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Investigation into crystallinity and degree of particle melt in selective laser sintering

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thesis
posted on 08.02.2011, 09:36 by Hadi Zarringhalam
Selective Laser Sintering (SLS) is a manufacturing process which has emerged from numerous other technologies as the leading process considered viable for Rapid Manufacturing. SLS of polymers has found use in a wide range of industries ranging from aerospace to medicine. The ability to easily manufacture previously difficult or impossible to produce parts, without tooling, has proved invaluable. This industry backed manufacturing engineering PhD investigation examined material properties of Nylon-12 parts produced by the SLS process. Crystallinity relates to and determines mechanical properties in traditionally processed polymers. The nature of crystallinity in SLS processed Nylon-12 has been examined in this study and shown to be fundamentally different to that of traditionally processed polymers. Rather than depending primarily upon crystallisation factors such as cooling rate, it was shown to depend on the degree of particle melt (DPM). DPM was shown to be quantifiable by DSC measurements (by the degree of crystallinity and Core Peak Height) and distinct relationships between the quantified DPM and mechanical properties were found. Additionally, this study showed for the first time that parts remain above the crystallisation onset temperature even after build completion. This work has expanded the knowledge base of SLS by shedding light on critical aspects of the process. The ability to quantify the degree to which particles melt (DPM) provides a new level of understanding into the causes of changes in mechanical properties with changes in process parameters. This new understanding can lead to improved process modelling and could aid in the development of new processes and materials. DPM could be implemented into new quality control methods and the knowledge of post build crystallisation shows that post build cool down is an aspect of the build process that requires control for improved consistency of properties.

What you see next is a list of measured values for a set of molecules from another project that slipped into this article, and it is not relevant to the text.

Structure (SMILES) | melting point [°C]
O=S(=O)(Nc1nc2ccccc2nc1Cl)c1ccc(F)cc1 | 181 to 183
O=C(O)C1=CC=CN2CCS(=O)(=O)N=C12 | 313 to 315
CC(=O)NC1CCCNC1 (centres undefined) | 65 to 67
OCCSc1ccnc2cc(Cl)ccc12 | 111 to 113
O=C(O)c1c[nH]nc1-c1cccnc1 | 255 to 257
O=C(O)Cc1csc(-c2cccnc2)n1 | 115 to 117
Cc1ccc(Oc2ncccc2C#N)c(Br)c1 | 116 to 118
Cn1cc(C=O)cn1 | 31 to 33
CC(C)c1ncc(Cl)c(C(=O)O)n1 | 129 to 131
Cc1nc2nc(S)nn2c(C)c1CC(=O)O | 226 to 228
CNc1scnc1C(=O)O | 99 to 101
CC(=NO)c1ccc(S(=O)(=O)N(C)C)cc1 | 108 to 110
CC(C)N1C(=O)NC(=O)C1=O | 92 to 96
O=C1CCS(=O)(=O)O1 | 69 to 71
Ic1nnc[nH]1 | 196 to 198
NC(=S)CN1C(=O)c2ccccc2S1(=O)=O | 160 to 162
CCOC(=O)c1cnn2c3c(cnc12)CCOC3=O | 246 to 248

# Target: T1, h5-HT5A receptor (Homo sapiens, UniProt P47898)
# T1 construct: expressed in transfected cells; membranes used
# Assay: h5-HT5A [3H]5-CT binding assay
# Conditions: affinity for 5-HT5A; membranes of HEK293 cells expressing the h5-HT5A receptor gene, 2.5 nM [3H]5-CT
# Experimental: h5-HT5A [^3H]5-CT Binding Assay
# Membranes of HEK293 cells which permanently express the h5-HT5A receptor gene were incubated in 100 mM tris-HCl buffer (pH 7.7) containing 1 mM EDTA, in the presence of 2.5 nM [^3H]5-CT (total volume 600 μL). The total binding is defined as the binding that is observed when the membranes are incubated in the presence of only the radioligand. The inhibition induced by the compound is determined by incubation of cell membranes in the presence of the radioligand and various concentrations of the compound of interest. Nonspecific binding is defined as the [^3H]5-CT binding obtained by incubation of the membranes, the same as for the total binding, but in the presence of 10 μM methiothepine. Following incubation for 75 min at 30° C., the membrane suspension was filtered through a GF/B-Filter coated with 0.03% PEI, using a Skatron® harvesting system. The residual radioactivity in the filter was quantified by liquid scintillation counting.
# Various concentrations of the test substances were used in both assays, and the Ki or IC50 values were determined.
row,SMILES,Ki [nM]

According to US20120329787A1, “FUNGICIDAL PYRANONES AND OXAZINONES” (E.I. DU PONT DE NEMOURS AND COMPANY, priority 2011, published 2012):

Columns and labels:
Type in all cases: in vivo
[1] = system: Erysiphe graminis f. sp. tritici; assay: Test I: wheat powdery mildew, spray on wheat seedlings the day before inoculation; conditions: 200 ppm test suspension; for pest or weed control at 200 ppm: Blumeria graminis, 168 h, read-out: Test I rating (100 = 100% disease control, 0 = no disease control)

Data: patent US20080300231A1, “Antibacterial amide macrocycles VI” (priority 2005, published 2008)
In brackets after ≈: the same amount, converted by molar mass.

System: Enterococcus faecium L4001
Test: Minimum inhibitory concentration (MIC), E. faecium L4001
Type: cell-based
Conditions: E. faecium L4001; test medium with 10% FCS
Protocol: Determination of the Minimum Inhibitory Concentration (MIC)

History

School

  • Mechanical, Electrical and Manufacturing Engineering

Publisher

© Hadi Zarringhalam

Publication date

2007

Notes

A Doctoral Thesis. Submitted in partial fulfillment of the requirements for the award of Doctor of Philosophy of Loughborough University.

EThOS Persistent ID

uk.bl.ethos.479221

Language

en

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Keywords

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